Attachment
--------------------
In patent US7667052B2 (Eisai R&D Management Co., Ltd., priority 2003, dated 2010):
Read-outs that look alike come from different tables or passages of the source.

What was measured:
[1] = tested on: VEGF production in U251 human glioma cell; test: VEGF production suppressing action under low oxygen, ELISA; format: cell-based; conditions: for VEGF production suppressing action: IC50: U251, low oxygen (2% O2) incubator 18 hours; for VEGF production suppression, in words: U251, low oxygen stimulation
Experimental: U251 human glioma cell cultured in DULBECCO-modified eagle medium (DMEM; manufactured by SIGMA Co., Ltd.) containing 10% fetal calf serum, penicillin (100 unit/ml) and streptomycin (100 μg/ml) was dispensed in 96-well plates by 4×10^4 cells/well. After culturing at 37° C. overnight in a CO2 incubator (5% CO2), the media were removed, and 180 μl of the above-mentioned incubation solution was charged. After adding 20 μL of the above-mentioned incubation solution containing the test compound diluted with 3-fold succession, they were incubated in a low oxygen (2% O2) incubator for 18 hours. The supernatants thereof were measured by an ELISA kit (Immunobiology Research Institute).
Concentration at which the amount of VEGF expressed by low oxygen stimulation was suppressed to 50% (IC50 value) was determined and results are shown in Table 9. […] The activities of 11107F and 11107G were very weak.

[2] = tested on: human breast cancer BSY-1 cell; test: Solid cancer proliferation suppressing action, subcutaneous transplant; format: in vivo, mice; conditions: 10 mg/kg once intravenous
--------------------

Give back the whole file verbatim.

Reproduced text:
In patent US7667052B2 (Eisai R&D Management Co., Ltd., priority 2003, dated 2010):
Read-outs that look alike come from different tables or passages of the source.

What was measured:
[1] = tested on: VEGF production in U251 human glioma cell; test: VEGF production suppressing action under low oxygen, ELISA; format: cell-based; conditions: for VEGF production suppressing action: IC50: U251, low oxygen (2% O2) incubator 18 hours; for VEGF production suppression, in words: U251, low oxygen stimulation
Experimental: U251 human glioma cell cultured in DULBECCO-modified eagle medium (DMEM; manufactured by SIGMA Co., Ltd.) containing 10% fetal calf serum, penicillin (100 unit/ml) and streptomycin (100 μg/ml) was dispensed in 96-well plates by 4×10^4 cells/well. After culturing at 37° C. overnight in a CO2 incubator (5% CO2), the media were removed, and 180 μl of the above-mentioned incubation solution was charged. After adding 20 μL of the above-mentioned incubation solution containing the test compound diluted with 3-fold succession, they were incubated in a low oxygen (2% O2) incubator for 18 hours. The supernatants thereof were measured by an ELISA kit (Immunobiology Research Institute).
Concentration at which the amount of VEGF expressed by low oxygen stimulation was suppressed to 50% (IC50 value) was determined and results are shown in Table 9. […] The activities of 11107F and 11107G were very weak.

[2] = tested on: human breast cancer BSY-1 cell; test: Solid cancer proliferation suppressing action, subcutaneous transplant; format: in vivo, mice; conditions: 10 mg/kg once intravenous